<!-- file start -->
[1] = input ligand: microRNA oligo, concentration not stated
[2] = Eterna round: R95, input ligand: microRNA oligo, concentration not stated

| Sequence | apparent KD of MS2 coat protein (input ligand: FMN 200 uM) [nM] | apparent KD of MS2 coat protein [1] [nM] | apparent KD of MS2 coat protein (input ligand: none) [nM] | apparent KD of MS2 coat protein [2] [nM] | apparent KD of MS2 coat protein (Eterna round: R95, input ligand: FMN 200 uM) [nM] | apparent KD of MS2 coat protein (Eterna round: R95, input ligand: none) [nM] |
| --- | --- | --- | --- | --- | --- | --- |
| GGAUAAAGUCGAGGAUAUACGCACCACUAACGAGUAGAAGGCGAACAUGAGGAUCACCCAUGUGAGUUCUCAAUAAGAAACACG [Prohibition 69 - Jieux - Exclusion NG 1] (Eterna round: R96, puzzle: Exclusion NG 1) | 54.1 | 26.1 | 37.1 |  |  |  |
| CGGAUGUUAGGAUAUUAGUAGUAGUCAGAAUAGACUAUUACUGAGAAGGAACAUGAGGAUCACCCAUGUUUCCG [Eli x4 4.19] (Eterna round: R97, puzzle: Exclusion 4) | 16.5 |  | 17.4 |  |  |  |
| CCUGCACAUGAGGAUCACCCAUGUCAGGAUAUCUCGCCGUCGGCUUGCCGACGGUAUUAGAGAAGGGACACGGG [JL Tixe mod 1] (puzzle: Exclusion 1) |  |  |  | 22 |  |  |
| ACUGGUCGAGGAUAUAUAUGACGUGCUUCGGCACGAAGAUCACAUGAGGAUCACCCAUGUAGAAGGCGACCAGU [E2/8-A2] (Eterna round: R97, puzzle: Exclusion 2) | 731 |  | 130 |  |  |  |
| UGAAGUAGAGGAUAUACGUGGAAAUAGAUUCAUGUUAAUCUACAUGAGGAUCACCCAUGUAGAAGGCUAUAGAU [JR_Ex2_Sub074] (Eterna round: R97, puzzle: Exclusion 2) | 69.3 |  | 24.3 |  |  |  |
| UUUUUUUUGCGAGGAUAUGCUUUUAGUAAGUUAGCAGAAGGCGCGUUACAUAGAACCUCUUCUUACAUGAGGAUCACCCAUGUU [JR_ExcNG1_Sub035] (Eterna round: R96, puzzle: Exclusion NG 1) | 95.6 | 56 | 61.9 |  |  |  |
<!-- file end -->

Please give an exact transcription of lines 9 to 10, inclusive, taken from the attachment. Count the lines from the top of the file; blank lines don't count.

| UGAAGUAGAGGAUAUACGUGGAAAUAGAUUCAUGUUAAUCUACAUGAGGAUCACCCAUGUAGAAGGCUAUAGAU [JR_Ex2_Sub074] (Eterna round: R97, puzzle: Exclusion 2) | 69.3 |  | 24.3 |  |  |  |
| UUUUUUUUGCGAGGAUAUGCUUUUAGUAAGUUAGCAGAAGGCGCGUUACAUAGAACCUCUUCUUACAUGAGGAUCACCCAUGUU [JR_ExcNG1_Sub035] (Eterna round: R96, puzzle: Exclusion NG 1) | 95.6 | 56 | 61.9 |  |  |  |